Saturday, October 25, 2014


Seeking Sabatini ... and being frustrated!

The Gruppo Editoriale Informazione, Jesi, published online short biographical notices of famous Jesinos, among them Rafael Sabatini. The piece on Sabatini was probably written by the late Giuseppe Luconi (died mid-March 2014), and the following note proceeds on that assumption.

Like his compatriot, the late Claudio G. Fava, (died 20 April 2014) Luconi seemed to attach some importance to a circumstance which I find trivial and pointless, that in "the registry office" the novelist's name was entered as "Raffaele Sabbatini". Both Luconi and Fava found a significance which they did not explain in that double 'b'. Luconi gave the Sabatini home address in Jesi as "80/A, Theatre Piazza". In his article he stated that he had been in correspondence in 1970 with Dr Ambrose Sonder of the Ă‰cole Cantonale, Zug, and from him had obtained the following:

The boy was registered as "Raphael Sabbattini" [now it's a double 't' - what does that mean?]. In the "school journal" Dr Sonder found entries indicating that Rafael attended the German course from October 1889 to June 1890; that he continued in the school during 1891-92; and that he left it during 1892.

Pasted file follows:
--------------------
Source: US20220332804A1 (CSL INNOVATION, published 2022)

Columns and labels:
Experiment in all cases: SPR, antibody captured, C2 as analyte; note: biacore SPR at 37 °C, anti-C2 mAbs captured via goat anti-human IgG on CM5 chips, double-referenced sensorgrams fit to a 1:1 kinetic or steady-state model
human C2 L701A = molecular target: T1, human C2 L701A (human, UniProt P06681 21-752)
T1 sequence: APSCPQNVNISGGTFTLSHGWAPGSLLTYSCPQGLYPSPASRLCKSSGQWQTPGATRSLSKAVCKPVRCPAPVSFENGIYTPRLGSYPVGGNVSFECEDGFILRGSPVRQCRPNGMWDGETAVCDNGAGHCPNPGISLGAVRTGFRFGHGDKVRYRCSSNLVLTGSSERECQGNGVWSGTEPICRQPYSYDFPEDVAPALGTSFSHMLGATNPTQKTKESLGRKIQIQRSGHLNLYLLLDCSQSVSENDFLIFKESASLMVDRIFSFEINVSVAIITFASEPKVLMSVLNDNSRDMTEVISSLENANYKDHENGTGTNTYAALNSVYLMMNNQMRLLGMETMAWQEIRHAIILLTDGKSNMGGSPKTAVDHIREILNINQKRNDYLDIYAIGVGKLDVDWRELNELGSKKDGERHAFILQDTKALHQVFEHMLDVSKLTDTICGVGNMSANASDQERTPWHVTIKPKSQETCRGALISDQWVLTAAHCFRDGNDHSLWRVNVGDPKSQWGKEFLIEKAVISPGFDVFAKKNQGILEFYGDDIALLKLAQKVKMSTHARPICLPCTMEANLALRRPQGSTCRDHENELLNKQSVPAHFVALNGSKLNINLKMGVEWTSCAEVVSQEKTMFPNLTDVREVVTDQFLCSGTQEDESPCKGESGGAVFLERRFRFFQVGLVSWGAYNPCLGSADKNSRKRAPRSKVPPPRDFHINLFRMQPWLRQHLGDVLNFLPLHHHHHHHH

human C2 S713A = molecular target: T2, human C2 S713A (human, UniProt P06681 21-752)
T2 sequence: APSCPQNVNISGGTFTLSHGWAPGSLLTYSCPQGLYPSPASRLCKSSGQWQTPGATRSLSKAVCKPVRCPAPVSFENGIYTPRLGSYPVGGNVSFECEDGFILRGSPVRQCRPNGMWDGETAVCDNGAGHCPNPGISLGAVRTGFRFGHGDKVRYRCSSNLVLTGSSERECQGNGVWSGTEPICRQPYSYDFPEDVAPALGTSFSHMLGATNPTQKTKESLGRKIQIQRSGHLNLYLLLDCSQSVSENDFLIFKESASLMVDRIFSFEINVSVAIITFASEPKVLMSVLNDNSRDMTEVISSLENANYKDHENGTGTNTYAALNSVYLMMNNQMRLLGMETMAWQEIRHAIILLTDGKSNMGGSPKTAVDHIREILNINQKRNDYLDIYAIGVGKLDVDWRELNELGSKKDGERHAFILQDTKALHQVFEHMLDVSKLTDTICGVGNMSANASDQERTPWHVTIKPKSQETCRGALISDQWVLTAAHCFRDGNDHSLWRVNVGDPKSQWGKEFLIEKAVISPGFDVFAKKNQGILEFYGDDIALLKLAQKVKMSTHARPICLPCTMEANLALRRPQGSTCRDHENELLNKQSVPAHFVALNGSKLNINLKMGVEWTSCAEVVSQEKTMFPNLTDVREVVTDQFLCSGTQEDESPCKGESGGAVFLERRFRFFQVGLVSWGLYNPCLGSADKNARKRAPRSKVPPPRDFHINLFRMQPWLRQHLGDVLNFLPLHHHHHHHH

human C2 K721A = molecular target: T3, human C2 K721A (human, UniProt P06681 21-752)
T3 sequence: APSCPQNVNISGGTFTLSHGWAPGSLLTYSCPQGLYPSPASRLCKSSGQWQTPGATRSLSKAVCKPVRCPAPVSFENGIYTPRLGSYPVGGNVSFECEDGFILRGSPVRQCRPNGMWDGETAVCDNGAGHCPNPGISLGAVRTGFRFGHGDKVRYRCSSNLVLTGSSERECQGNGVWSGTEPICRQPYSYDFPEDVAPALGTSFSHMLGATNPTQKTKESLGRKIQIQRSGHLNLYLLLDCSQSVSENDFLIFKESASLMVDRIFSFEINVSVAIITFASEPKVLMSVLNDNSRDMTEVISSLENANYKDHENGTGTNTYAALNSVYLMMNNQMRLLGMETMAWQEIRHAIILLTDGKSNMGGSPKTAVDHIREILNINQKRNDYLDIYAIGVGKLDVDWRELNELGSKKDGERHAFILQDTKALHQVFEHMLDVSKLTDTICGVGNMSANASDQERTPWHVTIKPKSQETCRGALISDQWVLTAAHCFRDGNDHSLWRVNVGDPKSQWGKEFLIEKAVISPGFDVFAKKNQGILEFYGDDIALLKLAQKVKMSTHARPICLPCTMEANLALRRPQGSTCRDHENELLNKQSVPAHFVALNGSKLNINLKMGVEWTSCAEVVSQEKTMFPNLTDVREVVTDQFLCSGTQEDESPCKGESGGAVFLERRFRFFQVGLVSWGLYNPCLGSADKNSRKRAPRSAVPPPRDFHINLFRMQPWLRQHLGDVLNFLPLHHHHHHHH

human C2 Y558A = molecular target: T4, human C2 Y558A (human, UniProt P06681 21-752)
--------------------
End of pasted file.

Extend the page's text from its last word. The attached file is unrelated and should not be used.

At the end of "the course" [not specified] Rafael had the best grades in catechism [!!] conversation, history, geography and calligraphy. The following year, cited as "third class of senior school", Rafael's best mark was only in calligraphy. He was "scolded for getting up late and for drinking cognac" but he was promoted all the same.

An attempt made to obtain clarification from Signor Luconi met with failure. Enquiries addressed to the Kantonsschule in Zug were infructuous, producing a denial that anyone by the name 'Rafael Sabatini' or variants of it had ever been heard of. An approach to the Associazione Culturale 'Res Humanae', Jesi, which had organised the Sabatini Conference in 2001, ended likewise at a brick wall.

What I sought from the latter, among other things, was this: is there any record circa 1875 of an uncle or other relative of Rafael from either the Sabatini or the Manghini/ Mengi side, who was a Franciscan?